Women’s History Month is here and #We’reStillClimbing….

This article is part of a series of posts from National Life’s Women’s Inclusion Network. WIN is a concentration of bright and forward-thinking women (and men!) who collaborate on the leadership development, diversification, and empowerment of National Life’s female field affiliates and home office employees.

In January 2021, as Kamala Harris took the oath of office, another glass ceiling was shattered in our country’s history. As the first Woman, first Black American and first South Asian America to be Vice President of the United States, Kamala has lived empowered by the words her late mother, Shyamala Gopalan imparted on her as a young girl:

“Kamala, you may be the first to do many things, but make sure you are not the last.”

If we lean into a theme for Women’s History Month this year, perhaps we can take note from Gopalan’s imparted wisdom. As a collective of Servant Leaders, let’s challenge each other to continue the work to pave a way for progress and help foster a path for others to do the same.

#TogetherWeWIN #BeTheChange #Dogood #Begood #Makegood

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BLACK PHILANTHROPY: CARRYING ON A TRADITION OF COMMUNITY SERVICE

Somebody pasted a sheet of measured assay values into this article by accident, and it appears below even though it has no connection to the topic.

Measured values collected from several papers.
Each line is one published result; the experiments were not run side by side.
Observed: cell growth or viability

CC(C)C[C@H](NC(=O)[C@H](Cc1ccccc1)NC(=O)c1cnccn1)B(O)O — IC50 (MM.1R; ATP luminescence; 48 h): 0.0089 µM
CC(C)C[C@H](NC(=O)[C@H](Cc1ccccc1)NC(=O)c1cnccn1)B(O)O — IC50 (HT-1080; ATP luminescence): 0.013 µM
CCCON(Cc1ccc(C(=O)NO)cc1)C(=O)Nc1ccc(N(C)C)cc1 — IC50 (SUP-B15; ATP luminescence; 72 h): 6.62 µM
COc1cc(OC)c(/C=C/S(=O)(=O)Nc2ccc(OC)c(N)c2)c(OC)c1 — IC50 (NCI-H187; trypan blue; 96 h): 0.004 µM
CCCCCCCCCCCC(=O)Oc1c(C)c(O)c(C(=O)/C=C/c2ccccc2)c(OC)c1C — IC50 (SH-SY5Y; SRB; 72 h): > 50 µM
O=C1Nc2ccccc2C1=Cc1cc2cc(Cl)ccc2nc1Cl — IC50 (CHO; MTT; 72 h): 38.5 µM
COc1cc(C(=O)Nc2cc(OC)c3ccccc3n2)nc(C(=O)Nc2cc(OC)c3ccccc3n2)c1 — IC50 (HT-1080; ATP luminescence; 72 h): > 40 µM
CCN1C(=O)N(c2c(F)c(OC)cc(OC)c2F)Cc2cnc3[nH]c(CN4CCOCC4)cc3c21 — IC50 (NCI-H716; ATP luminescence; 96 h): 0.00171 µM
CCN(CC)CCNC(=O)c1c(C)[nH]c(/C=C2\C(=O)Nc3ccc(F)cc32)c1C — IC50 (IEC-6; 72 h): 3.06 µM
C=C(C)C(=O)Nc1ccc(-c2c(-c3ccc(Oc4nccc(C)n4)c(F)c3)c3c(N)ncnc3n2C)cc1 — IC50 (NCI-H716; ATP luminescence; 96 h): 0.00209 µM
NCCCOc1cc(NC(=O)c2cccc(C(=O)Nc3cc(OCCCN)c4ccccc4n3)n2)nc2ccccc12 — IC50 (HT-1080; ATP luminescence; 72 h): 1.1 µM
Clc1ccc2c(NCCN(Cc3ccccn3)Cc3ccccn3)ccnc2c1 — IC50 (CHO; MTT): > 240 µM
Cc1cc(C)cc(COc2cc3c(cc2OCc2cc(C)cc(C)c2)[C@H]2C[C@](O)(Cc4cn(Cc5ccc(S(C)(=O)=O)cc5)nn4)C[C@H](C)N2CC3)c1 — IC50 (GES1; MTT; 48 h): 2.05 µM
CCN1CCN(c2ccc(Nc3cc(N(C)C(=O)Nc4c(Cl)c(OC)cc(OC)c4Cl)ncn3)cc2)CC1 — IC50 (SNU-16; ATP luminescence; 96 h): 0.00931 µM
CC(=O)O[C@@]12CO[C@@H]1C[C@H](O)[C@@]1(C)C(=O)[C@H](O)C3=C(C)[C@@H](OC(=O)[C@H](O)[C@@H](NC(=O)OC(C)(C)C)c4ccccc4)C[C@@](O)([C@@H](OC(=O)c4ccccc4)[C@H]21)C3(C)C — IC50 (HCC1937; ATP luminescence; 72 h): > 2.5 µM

Black History Month was initially conceived by Carter G. Woodson, a Harvard-trained historian, who hoped to raise awareness of Black people’s contributions to civilizations.  The first celebration was held in February 1926 to honor the birthdays of Abraham Lincoln and Frederick Douglass.  Negro History Week later became African American History Month when our nation celebrated its bicentennial. 

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Imagine A Day Without Black History

I’ve always been told that “you can’t know where you’re going until you know where you’ve been.”  As we embark on another February celebration of Black History, my first urge is that we don’t forget about the past when March hits.  Black History is all around us from January to December, so let’s take this time to reflect on how life would be if this weren’t the case. (more…)

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Lessons from LifeChangers: Using Technology in the Classroom

This is part of a series of posts from nominees for our LifeChanger of the Year educator recognition program. We meet scores of fascinating LifeChangers every year who have interesting perspectives to share about children, education and life.

The LifeChanger of the Year program recently invited some of us who are nominees for the annual reward to write an essay about how we use technology in the classroom. I initially thought that was beyond my skill set. But I challenged myself to offer my thoughts with the hope that other educators will gain an idea or two about how and when to use technology. Or maybe these thoughts will cause you to step back and think about how you approach technology in your classroom in these very difficult times.

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